The Research Brief is a short take about interesting academic work.
The big idea
U.S. elementary school students do not particularly benefit from being taught by teachers of the same race or ethnicity. That’s the major finding from our new study, published in Early Childhood Research Quarterly. We analyzed a nationally representative sample followed from the start of kindergarten to the end of fifth grade.
Our findings indicate that calls to diversify the teacher workforce are unlikely to meaningfully address large racial and ethnic educational inequities in U.S. elementary schools.
We compared the academic achievement, classroom behavior and executive functioning of U.S. elementary school students across two naturally occurring conditions.
The first condition was when students were in grades taught by teachers of the same race or ethnicity. The second condition was when the same students were in grades taught by teachers whose race or ethnicity differed. We also controlled for other factors including a student’s age, their family’s economic resources and the teacher’s level of education and years of experience.
We analyzed data from three individually administered tests of academic achievement, five teacher ratings of classroom behavior and two independently assessed executive functioning tasks. We also examined whether students were placed in either gifted or special education classes.
Overall, we observed that being taught by teachers of the same race or ethnicity made little difference in whether students displayed greater achievement, better behavior or increased executive functioning or were more likely to be in gifted or special education classes. We occasionally observed positive as well as negative effects. Yet these effects were inconsistent and small in size.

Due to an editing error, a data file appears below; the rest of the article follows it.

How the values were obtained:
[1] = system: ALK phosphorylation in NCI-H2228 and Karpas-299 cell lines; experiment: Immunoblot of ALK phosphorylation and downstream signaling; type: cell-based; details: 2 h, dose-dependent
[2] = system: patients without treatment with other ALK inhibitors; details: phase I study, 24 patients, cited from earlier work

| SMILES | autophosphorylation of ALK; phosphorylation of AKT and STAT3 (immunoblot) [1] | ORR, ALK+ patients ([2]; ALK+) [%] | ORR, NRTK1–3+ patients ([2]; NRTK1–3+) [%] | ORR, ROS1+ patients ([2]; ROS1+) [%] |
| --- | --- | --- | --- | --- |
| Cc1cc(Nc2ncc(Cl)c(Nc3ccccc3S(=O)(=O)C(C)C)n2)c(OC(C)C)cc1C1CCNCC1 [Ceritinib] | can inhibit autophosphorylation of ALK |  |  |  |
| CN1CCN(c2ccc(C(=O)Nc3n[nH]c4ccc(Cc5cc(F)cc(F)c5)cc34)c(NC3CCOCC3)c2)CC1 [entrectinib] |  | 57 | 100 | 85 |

Why it matters
Educational inequities including those in achievement occur as early as kindergarten and continue throughout elementary school. One common suggestion to address these inequities has been to increase the frequency that Black and Hispanic students are taught by teachers of the same race or ethnicity.
It is possible, for instance, that being taught by a teacher of the same race or ethnicity might help lessen biases and cultural misunderstandings, increase access to role models and mentors, and foster student engagement in classroom activities. Rigorous studies repeatedly find that students of color, particularly those who are Black, benefit from being taught by teachers of the same race or ethnicity.
Yet the observed effects are often quite small and more often observed on subjective measures like classroom behavior than on objective measures of academic achievement. This is consistent with what we observed.
Our results also are consistent with other studies analyzing nationally representative samples that find student-teacher racial or ethnic matching has only limited benefits for students of color.
It may instead be that being taught by teachers of the same race or ethnicity is particularly beneficial in specific regional contexts. For instance, in the U.S. South, this may occur because of the region’s history of segregation and discriminatory practices. Most of the benefits of student-teacher racial matching have been observed in studies analyzing samples of students attending schools in the U.S. South.
What still isn’t known
Although we analyzed a nationally representative sample and examined for treatment effects across many student groups, our study has several limitations. The data was collected only for elementary school students. The experiences and performance of U.S. middle and high school students may differ.
It is also possible that matching’s positive effects begin to emerge as students enter adulthood. For example, recent work finds that Black students taught by Black teachers are more likely to graduate from high school and enter college, particularly two-year colleges.
Long-term studies are needed that evaluate matching’s benefits. Additional studies are also needed of the potential benefits for students attending schools in the U.S. South. Preliminary work finds that matching’s effects may be specific to whether teachers attended historically black colleges and universities, regardless of their race or ethnicity.
Paul L. Morgan receives funding from the U.S. Department of Education’s Institute of Education Sciences, the National Science Foundation, and the National Institute of Child Health and Human Development.
Eric Hengyu Yu does not work for, consult, own shares in or receive funding from any company or organisation that would benefit from this article, and has disclosed no relevant affiliations beyond their academic appointment.